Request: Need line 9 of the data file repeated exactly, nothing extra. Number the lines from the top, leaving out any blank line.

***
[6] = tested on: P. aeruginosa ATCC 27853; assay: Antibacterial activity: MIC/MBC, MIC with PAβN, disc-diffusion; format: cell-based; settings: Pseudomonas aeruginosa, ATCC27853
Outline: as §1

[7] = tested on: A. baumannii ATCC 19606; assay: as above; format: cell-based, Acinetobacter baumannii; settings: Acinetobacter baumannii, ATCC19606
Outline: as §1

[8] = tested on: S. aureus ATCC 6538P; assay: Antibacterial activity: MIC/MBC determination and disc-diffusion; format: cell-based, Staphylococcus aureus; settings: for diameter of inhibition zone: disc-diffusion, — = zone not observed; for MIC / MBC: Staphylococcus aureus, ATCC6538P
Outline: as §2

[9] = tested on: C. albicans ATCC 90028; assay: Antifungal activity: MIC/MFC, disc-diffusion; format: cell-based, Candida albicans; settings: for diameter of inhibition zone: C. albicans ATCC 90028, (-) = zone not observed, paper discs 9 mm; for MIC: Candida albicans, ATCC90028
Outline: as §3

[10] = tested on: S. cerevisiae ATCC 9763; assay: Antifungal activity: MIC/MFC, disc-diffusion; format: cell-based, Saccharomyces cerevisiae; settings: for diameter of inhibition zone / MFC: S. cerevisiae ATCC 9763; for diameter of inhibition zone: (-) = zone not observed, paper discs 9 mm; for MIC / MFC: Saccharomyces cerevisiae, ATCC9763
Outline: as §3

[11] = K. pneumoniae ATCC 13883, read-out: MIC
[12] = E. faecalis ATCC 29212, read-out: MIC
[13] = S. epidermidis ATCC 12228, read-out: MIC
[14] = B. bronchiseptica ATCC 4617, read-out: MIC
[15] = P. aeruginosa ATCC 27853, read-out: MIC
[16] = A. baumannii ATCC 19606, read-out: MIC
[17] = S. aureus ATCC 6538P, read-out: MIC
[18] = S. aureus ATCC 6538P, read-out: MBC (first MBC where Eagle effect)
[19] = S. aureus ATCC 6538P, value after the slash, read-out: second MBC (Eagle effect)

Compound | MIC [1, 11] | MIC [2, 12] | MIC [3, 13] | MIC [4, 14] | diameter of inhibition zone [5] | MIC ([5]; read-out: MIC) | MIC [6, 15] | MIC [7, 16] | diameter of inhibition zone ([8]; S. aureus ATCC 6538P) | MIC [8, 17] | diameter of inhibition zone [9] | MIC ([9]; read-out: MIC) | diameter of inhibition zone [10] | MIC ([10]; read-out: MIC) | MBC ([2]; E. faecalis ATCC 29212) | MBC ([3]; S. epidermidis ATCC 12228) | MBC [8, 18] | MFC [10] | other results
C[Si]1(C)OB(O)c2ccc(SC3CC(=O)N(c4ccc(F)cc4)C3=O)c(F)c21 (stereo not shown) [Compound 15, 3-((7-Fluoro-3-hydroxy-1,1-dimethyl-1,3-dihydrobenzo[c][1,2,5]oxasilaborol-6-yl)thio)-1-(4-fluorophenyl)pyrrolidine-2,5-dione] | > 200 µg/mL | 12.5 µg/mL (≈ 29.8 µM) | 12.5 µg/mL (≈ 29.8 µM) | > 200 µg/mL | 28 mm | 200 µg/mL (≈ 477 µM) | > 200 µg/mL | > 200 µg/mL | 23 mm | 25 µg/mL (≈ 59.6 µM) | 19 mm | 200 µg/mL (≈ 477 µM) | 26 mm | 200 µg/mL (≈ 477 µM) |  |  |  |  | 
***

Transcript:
[10] = tested on: S. cerevisiae ATCC 9763; assay: Antifungal activity: MIC/MFC, disc-diffusion; format: cell-based, Saccharomyces cerevisiae; settings: for diameter of inhibition zone / MFC: S. cerevisiae ATCC 9763; for diameter of inhibition zone: (-) = zone not observed, paper discs 9 mm; for MIC / MFC: Saccharomyces cerevisiae, ATCC9763